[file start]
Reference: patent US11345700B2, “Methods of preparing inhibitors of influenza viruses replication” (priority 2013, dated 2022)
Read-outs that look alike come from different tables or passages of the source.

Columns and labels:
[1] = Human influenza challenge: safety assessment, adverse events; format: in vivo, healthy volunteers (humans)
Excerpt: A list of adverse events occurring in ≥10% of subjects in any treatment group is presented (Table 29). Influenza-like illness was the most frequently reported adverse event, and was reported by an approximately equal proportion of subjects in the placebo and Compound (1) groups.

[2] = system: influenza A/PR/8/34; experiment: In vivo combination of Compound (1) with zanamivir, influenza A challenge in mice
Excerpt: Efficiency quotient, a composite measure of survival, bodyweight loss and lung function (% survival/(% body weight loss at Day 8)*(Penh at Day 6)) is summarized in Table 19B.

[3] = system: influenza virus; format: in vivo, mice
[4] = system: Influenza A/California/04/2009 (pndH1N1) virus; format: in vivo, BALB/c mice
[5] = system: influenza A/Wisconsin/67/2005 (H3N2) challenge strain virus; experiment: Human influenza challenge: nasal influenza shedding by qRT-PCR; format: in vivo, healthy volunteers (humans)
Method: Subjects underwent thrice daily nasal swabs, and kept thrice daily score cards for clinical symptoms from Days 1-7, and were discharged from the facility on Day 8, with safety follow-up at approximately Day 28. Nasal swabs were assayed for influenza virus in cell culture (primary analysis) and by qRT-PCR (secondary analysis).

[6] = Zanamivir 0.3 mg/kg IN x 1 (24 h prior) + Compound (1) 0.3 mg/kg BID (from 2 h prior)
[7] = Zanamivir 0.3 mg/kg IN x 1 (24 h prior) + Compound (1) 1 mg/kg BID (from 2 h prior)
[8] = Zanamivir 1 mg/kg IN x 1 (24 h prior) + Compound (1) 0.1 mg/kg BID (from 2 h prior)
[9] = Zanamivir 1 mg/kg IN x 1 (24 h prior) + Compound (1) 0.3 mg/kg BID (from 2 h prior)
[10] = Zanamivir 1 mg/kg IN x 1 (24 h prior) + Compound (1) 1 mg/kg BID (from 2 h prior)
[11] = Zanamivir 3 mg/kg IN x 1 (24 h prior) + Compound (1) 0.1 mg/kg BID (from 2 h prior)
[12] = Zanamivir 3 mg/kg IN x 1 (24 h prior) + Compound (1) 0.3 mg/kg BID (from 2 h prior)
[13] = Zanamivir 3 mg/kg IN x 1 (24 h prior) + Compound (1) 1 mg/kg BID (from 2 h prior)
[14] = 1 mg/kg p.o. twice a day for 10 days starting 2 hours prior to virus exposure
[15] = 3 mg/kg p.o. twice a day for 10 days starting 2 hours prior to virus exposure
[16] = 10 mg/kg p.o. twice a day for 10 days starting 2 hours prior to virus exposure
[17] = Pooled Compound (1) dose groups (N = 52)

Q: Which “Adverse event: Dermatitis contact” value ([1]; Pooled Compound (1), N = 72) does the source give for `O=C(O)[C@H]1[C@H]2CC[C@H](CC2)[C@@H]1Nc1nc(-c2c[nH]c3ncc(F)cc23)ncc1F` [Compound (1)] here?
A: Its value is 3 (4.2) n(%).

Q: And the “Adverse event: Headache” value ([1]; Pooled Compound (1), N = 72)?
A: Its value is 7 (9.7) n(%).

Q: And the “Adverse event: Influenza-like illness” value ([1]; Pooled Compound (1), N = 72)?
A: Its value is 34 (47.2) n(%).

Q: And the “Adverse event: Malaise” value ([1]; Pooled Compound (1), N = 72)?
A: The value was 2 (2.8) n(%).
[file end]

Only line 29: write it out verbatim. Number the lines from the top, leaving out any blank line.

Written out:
A: Its value is 34 (47.2) n(%).